Bernard Lafayette, civil rights leader and Distinguished Scholar in Residence, Candler School of Theology, Emory University, clarifies the politics of exploitation and discrimination in America in the “Where Has All the Progress Gone?” session of the CDF’s 2012 National Conference. He wants the 3,000 people gathered to understand that class trumps race and the poor are all struggling together under the same system of oppression. Here, Lafayette tells what we need to do to make a change. Watch, listen, share, and organize—for the full session order this DVD or the full set from the Children’s Defense Fund National Conference in Cincinnati, Ohio.
Bernard Lafayette Jr. is a long time civil rights activist and organizerwho was a leader in the 1960s Civil Rights Movement. He played a leading role in early organizing of the Selma, Alabama voting rights campaign, was a member of the Nashville Student Movement and worked closely with the Student Nonviolent Coordinating Committee (SNCC), Southern Christian Leadership Committee (SCLC) and the American Friends Service Committee (AFSC). Lafayette went on to work on the 1966 Chicago Open Housing Movement and later became president of the American Baptist Theological Seminary. Lafayette helped to found the Center for Nonviolence and Peace Studies at the University of Rhode Island, and is now a Distinguished Scholar-in-Residence at the Candler School of Theology at Emory University in Atlanta, Georgia.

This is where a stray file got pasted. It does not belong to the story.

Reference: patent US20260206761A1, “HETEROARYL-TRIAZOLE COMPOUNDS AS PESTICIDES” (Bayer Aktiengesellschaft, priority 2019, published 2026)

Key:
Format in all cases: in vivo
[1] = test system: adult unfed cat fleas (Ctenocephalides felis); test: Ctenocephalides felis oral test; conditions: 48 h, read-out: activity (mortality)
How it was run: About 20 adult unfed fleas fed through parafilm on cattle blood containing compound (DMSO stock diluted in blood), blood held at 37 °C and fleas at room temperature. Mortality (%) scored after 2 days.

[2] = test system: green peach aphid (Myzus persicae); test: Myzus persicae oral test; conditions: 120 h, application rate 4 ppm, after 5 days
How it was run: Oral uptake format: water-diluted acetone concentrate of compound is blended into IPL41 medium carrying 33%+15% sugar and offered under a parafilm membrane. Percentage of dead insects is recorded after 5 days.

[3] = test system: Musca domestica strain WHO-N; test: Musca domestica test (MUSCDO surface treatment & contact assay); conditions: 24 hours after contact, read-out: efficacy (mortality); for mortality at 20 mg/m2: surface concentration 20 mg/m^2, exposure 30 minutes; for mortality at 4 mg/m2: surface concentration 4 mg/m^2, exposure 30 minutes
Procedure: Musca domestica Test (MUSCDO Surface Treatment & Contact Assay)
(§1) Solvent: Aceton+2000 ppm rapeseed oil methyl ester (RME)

For James Lawson, chief nonviolent strategist for the Nashville Civil Rights Movement and for Dr. Martin Luther King Jr., says the progress has not gone far—we all have the power to raise the question of liberty and justice and demand it for all Americans, not just the 90 percent in positions of power. We have not yet arrived to Dr. King’s ‘mountain’ and we have a long way to go, but Lawson knows exactly how we get there from here. Listen to him challenge the audience at the “Where Has All the Progress Gone?” session of the CDF’s 2012 National Conference. Then be prepared to act. Watch, listen, share, and organize—for the full session order this DVD or the full set from the Children’s Defense Fund National Conference in Cincinnati, Ohio.
The Rev. James Lawson, Jr. was a leading theoretician and tactician of nonviolence in the Civil Rights Movement and continues to be active in training activists in nonviolence. He was a key adviser to Dr. King on nonviolent direct action strategies in the Civil Rights Movement.